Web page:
Contact us
CALL US NOW 1-888-GOLD-160

Rising Interest Rates and Gold: Perception Doesn’t Match Reality

  by    0   1

Even with rising interest rates and the dollar at multi-year highs, gold has held its ground. Nevertheless, we have yet to see a big spike in gold prices despite persistent inflation. Why not?

The perception is that rising interest rates are always bad for gold. But does perception match up with reality?

If history is any indication, the answer is no.

Nevertheless, with the Federal Reserve delivering its biggest rate hike since 1994, the mainstream has remained wary. Even before the Fed started raising rates, the anticipation of the central bank aggressively fighting inflation created headwinds for gold. But a careful look at history reveals that we are nowhere near an interest rate environment that should negatively impact gold.

At some point, we should expect a revision as the mean as markets come to grips with reality and recognize that real interest rates aren’t going to rise high enough to undermine gold’s performance.

Holding gold does not generate interest income like a bond or a bank account. If interest rates rise and you’re holding gold, you’re forgoing the interest income you could earn if you instead owned a bond or put dollars in a money market account. That’s why rising interest rates tend to create headwinds for gold. And it’s why we’ve seen gold sell off on high inflation news. The markets expect the Fed to fight inflation with rate hikes, thus raising the opportunity cost of holding gold.

But despite the recent hikes, interest rates remain deeply negative. And they will likely remain that way for a long time. Real interest rates equal the nominal rate (the numbers quoted on the news) minus inflation. Today, the nominal rate is 1.5%. Inflation is running at around 8.6% (using the cooked government numbers). So, the real interest rate is -7.1.

To state the obvious, there is no “opportunity cost” in holding gold when real rates are deeply negative.

For the sake of argument, let’s assume the Fed manages to meet its projections and can bring the CPI back down to 2.3% by 2024 with a terminal rate of 3.8%. This would yield a real rate of 1.5% (I find this scenario implausible given that we’re already at the point where rate hikes will likely pop the economic bubble and precipitate a massive crash in the economy – but again, we’re accepting the Fed projection to make a point.)

Even if short-term interest rates climb to 1.5% in real terms, they would remain below an interest rate environment that is historically negative for gold.

In fact, according to an analysis by the World Gold Council, real yields below 2.5% have not been substantially negative for gold. You have to get into a high real rate environment before you see negative returns on gold.

Our analysis suggests that US real rates would need to move above 2.5% for there to be a meaningful long-term negative impact on gold. A return to a real rate environment of 0–2.5% would likely impact gold, but only to the extent of it realizing slightly below its long-term average real return of 6.1% Rising rates certainly provide more headwinds to gold than falling rates, but gold can still provide positive real returns in a rising rate environment. Historically, it required an interest rate environment of over 2.5% in real terms to have a significant negative impact on gold prices.”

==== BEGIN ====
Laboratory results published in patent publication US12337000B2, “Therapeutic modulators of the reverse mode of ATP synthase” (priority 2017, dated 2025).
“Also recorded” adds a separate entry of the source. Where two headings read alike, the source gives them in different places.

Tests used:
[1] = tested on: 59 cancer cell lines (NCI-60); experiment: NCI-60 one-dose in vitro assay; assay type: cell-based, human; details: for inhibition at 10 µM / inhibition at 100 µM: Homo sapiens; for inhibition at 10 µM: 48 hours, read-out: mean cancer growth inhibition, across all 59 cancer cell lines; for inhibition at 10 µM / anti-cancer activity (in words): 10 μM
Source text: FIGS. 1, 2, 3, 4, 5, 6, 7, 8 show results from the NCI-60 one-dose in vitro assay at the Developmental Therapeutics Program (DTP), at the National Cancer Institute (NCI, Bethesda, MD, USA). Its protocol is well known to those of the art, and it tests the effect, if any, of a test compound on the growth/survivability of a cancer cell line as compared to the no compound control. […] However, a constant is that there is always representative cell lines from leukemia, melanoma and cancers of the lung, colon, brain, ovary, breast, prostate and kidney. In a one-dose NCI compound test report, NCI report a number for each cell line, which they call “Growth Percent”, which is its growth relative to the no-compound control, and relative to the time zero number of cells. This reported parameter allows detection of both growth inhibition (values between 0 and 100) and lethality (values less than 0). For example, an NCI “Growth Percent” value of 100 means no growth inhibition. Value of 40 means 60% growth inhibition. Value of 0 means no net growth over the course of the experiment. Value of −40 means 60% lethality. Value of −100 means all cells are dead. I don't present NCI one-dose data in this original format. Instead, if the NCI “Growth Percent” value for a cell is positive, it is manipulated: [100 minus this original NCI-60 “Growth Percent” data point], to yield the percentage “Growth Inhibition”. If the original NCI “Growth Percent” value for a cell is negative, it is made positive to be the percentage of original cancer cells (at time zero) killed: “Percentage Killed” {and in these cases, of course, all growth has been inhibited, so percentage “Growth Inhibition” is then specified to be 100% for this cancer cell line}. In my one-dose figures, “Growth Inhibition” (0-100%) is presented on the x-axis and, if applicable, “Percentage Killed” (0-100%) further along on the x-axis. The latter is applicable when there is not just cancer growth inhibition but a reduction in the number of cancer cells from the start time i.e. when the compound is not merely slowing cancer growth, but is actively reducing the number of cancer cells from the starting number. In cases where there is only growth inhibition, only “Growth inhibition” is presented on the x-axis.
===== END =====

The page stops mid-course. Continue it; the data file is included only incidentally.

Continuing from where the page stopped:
Download SchiffGold's Gold vs GLD EFT's Free Guide

Get Peter Schiff’s key gold headlines in your inbox every week – click here – for a free subscription to his exclusive weekly email updates.
Interested in learning how to buy gold and buy silver?
Call 1-888-GOLD-160 and speak with a Precious Metals Specialist today!

Related Posts

Will the Fed Stay in the Ring With Inflation? Or Is the Tough Talk Just Hot Air?

Cooling Consumer Price Index data did not cool the hot rhetoric coming from some Federal Reserve members. The question is whether this is a bunch of hot air or do these central bankers actually have the fortitude to move forward with rate hikes in the face of a sinking economy?


CPI Cools Modestly; How Will the Fed Play This?

As expected, the Consumer Price index cooled a bit thanks to falling gasoline prices. The question is will this give the Federal Reserve the excuse it needs bow out of the inflation fight? The Consumer Price Index for July was up 8.5% year-on-year. That was down from June’s 9.1% print and slightly below the 8.7% […]


Peter Schiff Damn the Recession! It’s Rate Hikes Ahead!

After the second straight negative GDP print in Q2, the markets began anticipating that the Federal Reserve would pivot away from its monetary tightening. But a few choice words from some Fed members this week caused thoughts of a pivot to pivot. As Peter Schiff put it in his podcast, it appears to be damn […]


Is the Federal Reserve at the End of Its Rope?

The Federal Reserve delivered another 75 basis point interest rate hike at its July FOMC meeting. This pushes the federal funds rate over the 2% threshold to between 2.25% and 2.5%. The mainstream media emphasized the size of the hike. One headline called it “a second super-sized hike,” with many other mainstream pundits noting that […]


Taking Gaslighting to New Heights the White House Changes the Definition of “Recession”

You don’t have to worry about that recession anymore. The White House fixed it. And by “fixed it” I mean it just changed the commonly held definition of a recession.


About The Author

Michael Maharrey is the managing editor of the SchiffGold blog, and the host of the Friday Gold Wrap Podcast and It's Your Dime interview series.
View all posts by

Comments are closed.

Call Now